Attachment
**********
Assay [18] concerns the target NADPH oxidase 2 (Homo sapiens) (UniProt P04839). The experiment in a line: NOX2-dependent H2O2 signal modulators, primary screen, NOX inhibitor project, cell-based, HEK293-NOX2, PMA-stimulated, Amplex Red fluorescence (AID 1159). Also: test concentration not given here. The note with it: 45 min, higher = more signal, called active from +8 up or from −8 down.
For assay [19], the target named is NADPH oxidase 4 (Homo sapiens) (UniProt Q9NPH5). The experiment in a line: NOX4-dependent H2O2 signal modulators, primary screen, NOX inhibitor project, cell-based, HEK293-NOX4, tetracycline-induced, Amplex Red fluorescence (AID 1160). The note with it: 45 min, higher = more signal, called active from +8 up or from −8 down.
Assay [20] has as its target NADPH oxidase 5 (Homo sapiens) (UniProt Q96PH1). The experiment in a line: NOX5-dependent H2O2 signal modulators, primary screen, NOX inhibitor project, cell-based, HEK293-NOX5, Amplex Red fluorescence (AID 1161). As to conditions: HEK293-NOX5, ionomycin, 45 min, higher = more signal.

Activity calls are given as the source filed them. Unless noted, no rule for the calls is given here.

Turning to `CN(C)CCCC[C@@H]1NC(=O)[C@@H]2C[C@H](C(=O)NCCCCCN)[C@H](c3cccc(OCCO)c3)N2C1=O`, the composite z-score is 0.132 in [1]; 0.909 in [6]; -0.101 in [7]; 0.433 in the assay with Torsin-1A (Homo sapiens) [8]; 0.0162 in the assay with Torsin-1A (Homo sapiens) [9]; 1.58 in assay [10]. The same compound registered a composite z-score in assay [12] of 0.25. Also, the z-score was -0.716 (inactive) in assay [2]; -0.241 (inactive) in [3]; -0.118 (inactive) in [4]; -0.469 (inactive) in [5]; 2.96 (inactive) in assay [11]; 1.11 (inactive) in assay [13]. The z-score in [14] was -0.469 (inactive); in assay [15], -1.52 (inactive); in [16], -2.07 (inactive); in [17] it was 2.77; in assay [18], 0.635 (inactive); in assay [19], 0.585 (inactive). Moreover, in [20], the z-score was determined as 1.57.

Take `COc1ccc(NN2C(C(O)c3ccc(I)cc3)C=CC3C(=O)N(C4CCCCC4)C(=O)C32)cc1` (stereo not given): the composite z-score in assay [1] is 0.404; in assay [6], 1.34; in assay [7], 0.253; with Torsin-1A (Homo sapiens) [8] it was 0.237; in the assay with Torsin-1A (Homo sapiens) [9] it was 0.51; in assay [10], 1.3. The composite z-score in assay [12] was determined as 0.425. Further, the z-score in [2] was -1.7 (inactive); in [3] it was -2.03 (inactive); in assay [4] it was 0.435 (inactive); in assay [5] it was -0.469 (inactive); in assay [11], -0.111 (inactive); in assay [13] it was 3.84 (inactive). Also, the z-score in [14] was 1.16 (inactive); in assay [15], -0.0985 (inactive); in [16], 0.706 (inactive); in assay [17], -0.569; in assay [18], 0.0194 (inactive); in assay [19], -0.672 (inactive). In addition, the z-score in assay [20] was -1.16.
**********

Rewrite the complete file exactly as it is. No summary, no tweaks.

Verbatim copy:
Assay [18] concerns the target NADPH oxidase 2 (Homo sapiens) (UniProt P04839). The experiment in a line: NOX2-dependent H2O2 signal modulators, primary screen, NOX inhibitor project, cell-based, HEK293-NOX2, PMA-stimulated, Amplex Red fluorescence (AID 1159). Also: test concentration not given here. The note with it: 45 min, higher = more signal, called active from +8 up or from −8 down.
For assay [19], the target named is NADPH oxidase 4 (Homo sapiens) (UniProt Q9NPH5). The experiment in a line: NOX4-dependent H2O2 signal modulators, primary screen, NOX inhibitor project, cell-based, HEK293-NOX4, tetracycline-induced, Amplex Red fluorescence (AID 1160). The note with it: 45 min, higher = more signal, called active from +8 up or from −8 down.
Assay [20] has as its target NADPH oxidase 5 (Homo sapiens) (UniProt Q96PH1). The experiment in a line: NOX5-dependent H2O2 signal modulators, primary screen, NOX inhibitor project, cell-based, HEK293-NOX5, Amplex Red fluorescence (AID 1161). As to conditions: HEK293-NOX5, ionomycin, 45 min, higher = more signal.

Activity calls are given as the source filed them. Unless noted, no rule for the calls is given here.

Turning to `CN(C)CCCC[C@@H]1NC(=O)[C@@H]2C[C@H](C(=O)NCCCCCN)[C@H](c3cccc(OCCO)c3)N2C1=O`, the composite z-score is 0.132 in [1]; 0.909 in [6]; -0.101 in [7]; 0.433 in the assay with Torsin-1A (Homo sapiens) [8]; 0.0162 in the assay with Torsin-1A (Homo sapiens) [9]; 1.58 in assay [10]. The same compound registered a composite z-score in assay [12] of 0.25. Also, the z-score was -0.716 (inactive) in assay [2]; -0.241 (inactive) in [3]; -0.118 (inactive) in [4]; -0.469 (inactive) in [5]; 2.96 (inactive) in assay [11]; 1.11 (inactive) in assay [13]. The z-score in [14] was -0.469 (inactive); in assay [15], -1.52 (inactive); in [16], -2.07 (inactive); in [17] it was 2.77; in assay [18], 0.635 (inactive); in assay [19], 0.585 (inactive). Moreover, in [20], the z-score was determined as 1.57.

Take `COc1ccc(NN2C(C(O)c3ccc(I)cc3)C=CC3C(=O)N(C4CCCCC4)C(=O)C32)cc1` (stereo not given): the composite z-score in assay [1] is 0.404; in assay [6], 1.34; in assay [7], 0.253; with Torsin-1A (Homo sapiens) [8] it was 0.237; in the assay with Torsin-1A (Homo sapiens) [9] it was 0.51; in assay [10], 1.3. The composite z-score in assay [12] was determined as 0.425. Further, the z-score in [2] was -1.7 (inactive); in [3] it was -2.03 (inactive); in assay [4] it was 0.435 (inactive); in assay [5] it was -0.469 (inactive); in assay [11], -0.111 (inactive); in assay [13] it was 3.84 (inactive). Also, the z-score in [14] was 1.16 (inactive); in assay [15], -0.0985 (inactive); in [16], 0.706 (inactive); in assay [17], -0.569; in assay [18], 0.0194 (inactive); in assay [19], -0.672 (inactive). In addition, the z-score in assay [20] was -1.16.